By Justin Martino
Oct. 15, 2010
(POL) While some people may say the office of insurance commissioner is a nonpartisan position, John Doak, who is the Republican candidate for that office, said he disagrees.
"I'm running as a Republican, a conservative Republican," he said. "I'm proud of those values. I think you have to look at a person's values and where they come from."
Doak said those principles are a major difference between him and Democrat Kim Holland, the incumbent insurance commissioner he will face in the general election on Nov. 2. He said he also expects those values to resonate with voters at the polls.
"This is going to be a Republican year," he said. "
Doak said he has been to more than 60 counties in
"Their top issues are my top issues," he said.
Those issues include national health care reform, which Doak opposes and said needs to be "repealed and replaced."
Another issue Doak said he plans on working on is uninsured motorists in the state.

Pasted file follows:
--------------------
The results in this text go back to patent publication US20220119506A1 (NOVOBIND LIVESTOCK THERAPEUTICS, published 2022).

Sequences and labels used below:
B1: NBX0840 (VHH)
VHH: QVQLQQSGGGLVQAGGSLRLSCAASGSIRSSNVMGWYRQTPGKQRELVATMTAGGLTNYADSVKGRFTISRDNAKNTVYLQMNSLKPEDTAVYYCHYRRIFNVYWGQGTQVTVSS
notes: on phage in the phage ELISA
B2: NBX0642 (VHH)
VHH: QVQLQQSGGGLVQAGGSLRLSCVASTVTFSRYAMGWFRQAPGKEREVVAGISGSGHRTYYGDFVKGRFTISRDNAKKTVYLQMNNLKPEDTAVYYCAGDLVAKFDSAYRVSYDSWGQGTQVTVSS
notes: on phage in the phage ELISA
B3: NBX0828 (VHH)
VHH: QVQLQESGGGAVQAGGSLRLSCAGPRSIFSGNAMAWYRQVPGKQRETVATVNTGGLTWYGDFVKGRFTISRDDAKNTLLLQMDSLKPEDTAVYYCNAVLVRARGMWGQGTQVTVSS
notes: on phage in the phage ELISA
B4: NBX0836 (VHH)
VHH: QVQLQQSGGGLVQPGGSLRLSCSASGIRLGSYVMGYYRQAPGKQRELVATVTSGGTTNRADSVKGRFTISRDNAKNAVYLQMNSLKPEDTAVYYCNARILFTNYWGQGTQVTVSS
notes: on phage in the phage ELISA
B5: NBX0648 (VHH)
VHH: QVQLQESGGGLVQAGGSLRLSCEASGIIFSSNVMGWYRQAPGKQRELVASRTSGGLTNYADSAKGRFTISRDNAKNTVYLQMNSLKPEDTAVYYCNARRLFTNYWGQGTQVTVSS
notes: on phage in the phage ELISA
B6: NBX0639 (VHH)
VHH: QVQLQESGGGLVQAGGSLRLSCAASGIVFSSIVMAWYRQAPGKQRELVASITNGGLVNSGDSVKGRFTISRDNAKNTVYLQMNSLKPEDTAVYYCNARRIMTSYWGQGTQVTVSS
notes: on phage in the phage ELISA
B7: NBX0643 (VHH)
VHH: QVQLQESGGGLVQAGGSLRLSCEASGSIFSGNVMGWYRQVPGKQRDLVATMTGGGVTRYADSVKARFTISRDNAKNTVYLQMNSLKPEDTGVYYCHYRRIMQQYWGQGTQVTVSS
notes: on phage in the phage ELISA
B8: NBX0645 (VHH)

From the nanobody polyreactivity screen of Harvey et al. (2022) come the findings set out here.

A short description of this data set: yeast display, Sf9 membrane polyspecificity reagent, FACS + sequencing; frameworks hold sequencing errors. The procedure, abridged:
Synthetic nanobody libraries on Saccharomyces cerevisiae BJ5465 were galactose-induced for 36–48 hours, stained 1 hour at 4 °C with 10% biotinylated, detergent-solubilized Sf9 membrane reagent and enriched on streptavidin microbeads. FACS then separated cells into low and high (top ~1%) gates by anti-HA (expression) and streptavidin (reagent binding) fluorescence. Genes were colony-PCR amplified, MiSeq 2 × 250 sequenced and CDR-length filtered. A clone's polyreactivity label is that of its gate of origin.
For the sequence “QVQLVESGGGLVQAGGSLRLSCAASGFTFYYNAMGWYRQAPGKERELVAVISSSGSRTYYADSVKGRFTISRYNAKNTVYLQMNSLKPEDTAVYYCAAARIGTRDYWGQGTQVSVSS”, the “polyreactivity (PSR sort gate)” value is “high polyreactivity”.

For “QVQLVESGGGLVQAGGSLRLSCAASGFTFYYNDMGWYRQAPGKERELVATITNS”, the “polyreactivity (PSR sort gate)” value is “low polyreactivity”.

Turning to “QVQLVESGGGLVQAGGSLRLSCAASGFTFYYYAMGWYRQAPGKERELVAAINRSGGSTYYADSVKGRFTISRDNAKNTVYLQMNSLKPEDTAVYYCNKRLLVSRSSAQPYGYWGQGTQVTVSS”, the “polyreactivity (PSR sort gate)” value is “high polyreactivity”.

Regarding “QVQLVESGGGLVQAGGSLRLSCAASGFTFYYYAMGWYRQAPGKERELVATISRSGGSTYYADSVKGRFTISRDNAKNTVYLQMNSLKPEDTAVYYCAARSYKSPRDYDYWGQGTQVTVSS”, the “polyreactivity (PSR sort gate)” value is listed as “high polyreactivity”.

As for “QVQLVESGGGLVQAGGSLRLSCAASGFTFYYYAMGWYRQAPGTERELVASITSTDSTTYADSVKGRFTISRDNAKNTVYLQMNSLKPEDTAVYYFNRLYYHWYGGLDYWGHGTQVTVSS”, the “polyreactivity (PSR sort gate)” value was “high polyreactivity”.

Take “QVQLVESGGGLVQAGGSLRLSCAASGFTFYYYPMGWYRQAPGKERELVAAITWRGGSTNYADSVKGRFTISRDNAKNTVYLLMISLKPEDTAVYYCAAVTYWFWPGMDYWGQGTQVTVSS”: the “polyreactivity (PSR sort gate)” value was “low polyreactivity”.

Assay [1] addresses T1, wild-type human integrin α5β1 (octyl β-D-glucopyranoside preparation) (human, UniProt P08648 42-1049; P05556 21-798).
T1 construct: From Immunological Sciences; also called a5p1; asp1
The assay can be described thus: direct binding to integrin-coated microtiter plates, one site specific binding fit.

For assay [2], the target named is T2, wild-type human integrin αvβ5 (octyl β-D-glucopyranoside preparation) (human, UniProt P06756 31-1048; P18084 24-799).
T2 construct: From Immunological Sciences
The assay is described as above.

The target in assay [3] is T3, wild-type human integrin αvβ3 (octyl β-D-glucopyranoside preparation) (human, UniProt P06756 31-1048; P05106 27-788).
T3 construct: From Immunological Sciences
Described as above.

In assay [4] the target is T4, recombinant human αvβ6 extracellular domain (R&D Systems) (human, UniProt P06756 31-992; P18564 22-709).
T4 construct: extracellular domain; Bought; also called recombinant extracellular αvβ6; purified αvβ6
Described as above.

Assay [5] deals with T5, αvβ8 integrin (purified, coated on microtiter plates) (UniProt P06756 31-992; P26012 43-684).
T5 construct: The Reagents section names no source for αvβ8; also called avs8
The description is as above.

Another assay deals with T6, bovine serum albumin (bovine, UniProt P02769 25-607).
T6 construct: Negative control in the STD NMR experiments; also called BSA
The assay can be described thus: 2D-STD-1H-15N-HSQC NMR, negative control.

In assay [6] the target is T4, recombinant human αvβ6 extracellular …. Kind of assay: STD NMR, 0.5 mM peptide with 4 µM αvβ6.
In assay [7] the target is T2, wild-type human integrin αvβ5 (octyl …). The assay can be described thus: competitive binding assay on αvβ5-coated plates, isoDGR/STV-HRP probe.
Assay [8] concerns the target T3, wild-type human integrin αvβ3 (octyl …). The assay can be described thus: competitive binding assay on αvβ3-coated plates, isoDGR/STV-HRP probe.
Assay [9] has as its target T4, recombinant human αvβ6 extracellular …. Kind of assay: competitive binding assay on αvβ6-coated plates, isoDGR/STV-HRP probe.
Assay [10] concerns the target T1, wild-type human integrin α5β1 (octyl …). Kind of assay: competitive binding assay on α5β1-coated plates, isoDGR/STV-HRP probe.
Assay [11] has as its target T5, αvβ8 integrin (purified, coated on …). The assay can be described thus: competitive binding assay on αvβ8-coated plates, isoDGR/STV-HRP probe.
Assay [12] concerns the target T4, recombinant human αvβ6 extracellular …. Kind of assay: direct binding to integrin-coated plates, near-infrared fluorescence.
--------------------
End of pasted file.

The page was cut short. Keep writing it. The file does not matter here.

"That's typically a job issue and an immigration issue," he said. "When people lose their employment, oftentimes auto insurance is the first thing to go."
Doak also said he plans on working with the Legislature on workers' compensation reform, which he said is necessary to help
Doak said that his experience will be important if he is elected as insurance commissioner. He said he has more than 20 years worth of experience in insurance, starting with opening his own Farmer's Insurance Agency branch in
"You don't check your insurance knowledge and what you believe at the door," he said, adding that he plans on advising the Legislature and giving recommendations on good legislation that will move
Doak's statements on his conservative values include not only what he plans to do as insurance commissioner. He said he makes sure people know he is strongly pro-life and also talks on other issues such as his opposition to State Question 744, which would require the state's per pupil common education spending to equal or exceed the average of the six neighboring states.
"Just as a leader, they need to know where I stand on issues," he said.
With just a couple of weeks left until the election, Doak said he plans on continuing to visit voters in Oklahoma and continue the work he has been doing on the campaign trail.
"Things are going very well with our campaign," he said. "We're very excited. Folks are going to be able to make a clear choice at the polls on Nov. 2."